Buzz Lightyear might have wanted to go To infinity and beyond, but Infinitis sales are light years behind most premium rivals.
It was never going to be easy for a newcomer to tempt UK car buyers away from brands such as Audi and BMW, and Infiniti didnt help itself by launching with a range powered exclusively by gas-guzzling petrol engines. However, it recently increased the appeal of its FX 4x4 by adding a diesel to the line-up, and this is now available in the more affordable EX as well.
The 3.0-litre engine produces 235bhp and a whopping 406lb ft of torque, so it can shift the EXs considerable bulk smoothly and swiftly. True, the engine sends some vibrations through the drivers seat at idle and is a little gruff until its warm, but on the move its hard to fault.
Infiniti expects 80% of EX buyers to choose the diesel model, and its easy to see why because it carries only a tiny premium over the petrol and averages an extra 7mpg. That said, its fuel economy still falls some way short of most rivals and CO2 emissions of 224g/km put it in the top band for company car tax.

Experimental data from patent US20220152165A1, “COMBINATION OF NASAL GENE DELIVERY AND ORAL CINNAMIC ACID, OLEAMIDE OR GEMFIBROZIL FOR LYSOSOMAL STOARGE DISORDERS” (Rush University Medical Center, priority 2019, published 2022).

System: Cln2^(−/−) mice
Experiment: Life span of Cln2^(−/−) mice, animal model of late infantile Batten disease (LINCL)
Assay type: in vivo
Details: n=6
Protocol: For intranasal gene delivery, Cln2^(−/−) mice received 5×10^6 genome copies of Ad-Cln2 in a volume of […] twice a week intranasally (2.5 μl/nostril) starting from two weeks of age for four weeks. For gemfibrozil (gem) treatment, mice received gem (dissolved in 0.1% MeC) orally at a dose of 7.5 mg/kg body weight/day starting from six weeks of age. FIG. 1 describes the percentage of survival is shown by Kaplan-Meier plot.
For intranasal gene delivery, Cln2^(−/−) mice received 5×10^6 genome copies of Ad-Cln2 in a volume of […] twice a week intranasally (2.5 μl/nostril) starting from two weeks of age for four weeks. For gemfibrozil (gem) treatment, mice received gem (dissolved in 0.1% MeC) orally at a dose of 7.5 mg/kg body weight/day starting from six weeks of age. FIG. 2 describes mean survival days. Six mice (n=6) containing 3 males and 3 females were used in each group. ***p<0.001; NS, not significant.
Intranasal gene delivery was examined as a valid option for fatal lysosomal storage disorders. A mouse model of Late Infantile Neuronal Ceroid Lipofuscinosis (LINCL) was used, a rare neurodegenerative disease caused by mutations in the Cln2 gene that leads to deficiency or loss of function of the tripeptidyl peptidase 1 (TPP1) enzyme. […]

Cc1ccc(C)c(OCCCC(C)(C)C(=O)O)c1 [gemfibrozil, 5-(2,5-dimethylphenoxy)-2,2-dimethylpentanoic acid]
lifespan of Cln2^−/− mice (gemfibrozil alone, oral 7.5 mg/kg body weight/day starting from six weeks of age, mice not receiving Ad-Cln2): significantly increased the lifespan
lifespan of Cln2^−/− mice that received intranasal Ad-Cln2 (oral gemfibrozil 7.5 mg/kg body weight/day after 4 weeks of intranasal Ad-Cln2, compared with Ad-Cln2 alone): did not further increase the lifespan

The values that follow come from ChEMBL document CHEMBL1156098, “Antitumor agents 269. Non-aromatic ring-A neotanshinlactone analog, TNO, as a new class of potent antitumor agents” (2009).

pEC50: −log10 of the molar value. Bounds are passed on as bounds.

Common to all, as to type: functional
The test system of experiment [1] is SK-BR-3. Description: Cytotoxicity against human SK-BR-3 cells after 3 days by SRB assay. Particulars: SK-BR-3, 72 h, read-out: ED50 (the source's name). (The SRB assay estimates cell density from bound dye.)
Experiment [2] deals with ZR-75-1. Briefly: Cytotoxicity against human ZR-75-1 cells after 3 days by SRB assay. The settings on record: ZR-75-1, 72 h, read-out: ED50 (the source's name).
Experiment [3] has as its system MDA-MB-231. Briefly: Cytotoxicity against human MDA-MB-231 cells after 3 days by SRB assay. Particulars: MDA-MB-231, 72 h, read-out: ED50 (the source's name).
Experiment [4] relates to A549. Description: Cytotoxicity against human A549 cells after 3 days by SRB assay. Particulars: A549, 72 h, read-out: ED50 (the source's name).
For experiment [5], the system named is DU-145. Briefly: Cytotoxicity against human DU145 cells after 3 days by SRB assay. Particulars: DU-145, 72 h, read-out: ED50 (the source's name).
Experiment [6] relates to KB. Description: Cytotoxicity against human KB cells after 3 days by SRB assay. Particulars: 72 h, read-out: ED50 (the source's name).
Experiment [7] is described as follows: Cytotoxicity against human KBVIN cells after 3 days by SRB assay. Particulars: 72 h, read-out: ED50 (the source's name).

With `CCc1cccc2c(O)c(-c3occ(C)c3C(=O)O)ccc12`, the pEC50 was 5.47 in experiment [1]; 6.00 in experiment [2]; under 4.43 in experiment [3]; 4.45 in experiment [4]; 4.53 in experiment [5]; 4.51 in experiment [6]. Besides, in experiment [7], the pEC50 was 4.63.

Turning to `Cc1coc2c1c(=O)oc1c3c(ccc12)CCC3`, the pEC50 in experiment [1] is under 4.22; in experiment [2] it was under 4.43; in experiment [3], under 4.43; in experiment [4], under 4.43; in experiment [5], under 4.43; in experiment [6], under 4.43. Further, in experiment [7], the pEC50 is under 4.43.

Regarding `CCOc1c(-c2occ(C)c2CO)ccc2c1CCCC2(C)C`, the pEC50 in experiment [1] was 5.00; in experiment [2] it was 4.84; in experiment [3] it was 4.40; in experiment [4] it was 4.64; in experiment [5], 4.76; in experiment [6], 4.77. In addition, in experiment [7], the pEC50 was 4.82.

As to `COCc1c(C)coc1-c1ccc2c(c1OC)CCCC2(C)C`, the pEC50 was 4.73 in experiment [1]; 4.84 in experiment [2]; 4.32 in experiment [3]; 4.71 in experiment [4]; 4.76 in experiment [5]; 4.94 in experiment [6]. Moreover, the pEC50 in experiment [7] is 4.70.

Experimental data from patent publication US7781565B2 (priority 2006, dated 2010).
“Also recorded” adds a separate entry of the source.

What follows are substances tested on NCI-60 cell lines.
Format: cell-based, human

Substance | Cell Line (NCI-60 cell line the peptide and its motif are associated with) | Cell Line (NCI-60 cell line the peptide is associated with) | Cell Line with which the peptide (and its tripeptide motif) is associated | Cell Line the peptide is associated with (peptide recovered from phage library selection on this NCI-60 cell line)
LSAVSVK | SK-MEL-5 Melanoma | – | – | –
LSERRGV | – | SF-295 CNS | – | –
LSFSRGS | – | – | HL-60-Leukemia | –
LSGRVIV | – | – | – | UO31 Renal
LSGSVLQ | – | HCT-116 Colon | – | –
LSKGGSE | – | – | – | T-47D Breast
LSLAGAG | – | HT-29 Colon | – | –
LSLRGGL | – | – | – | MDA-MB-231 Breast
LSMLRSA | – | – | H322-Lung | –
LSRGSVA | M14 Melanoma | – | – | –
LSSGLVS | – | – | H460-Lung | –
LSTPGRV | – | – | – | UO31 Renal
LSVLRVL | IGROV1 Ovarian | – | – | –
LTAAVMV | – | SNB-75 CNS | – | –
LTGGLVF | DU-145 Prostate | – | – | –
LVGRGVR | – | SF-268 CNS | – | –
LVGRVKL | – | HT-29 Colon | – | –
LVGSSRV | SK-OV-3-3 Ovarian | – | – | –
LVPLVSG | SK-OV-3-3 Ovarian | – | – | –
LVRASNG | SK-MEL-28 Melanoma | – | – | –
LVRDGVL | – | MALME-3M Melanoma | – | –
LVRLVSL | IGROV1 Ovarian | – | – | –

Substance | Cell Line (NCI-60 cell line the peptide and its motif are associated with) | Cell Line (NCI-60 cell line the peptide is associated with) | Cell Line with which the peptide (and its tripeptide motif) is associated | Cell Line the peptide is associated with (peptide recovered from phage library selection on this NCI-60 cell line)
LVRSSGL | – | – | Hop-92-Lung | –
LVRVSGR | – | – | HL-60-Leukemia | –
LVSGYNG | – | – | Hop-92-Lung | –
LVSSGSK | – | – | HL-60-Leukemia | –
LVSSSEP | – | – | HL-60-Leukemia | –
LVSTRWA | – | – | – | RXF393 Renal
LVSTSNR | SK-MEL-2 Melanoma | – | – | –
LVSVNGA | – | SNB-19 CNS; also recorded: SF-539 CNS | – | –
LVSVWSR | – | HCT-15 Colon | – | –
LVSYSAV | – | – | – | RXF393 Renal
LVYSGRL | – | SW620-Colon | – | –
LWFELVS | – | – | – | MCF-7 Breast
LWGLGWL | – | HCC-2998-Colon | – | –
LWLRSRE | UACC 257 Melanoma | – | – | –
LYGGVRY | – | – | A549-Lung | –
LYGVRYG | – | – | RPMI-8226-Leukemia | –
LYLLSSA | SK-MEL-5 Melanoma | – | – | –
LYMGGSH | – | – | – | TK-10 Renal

Good to drive, tiny boot
The EXs limited rear space and tiny boot also count against it, but its pretty good to drive. Although it runs out of grip a little early in the wet, the steering is nicely weighted and the suspension strikes a good balance between ride comfort and body control.
Prices are competitive, too, and every EX comes with electrically adjustable seats, keyless entry and start-up, a decent stereo and Bluetooth. Upgrading to GT spec brings leather upholstery and heated front seats, while range-topping Premium cars add satellite-navigation, adaptive cruise control and a lane-departure prevention system. Now thats what we call a toy story.
What Car? says
If youre tempted by the EX, this is the one to have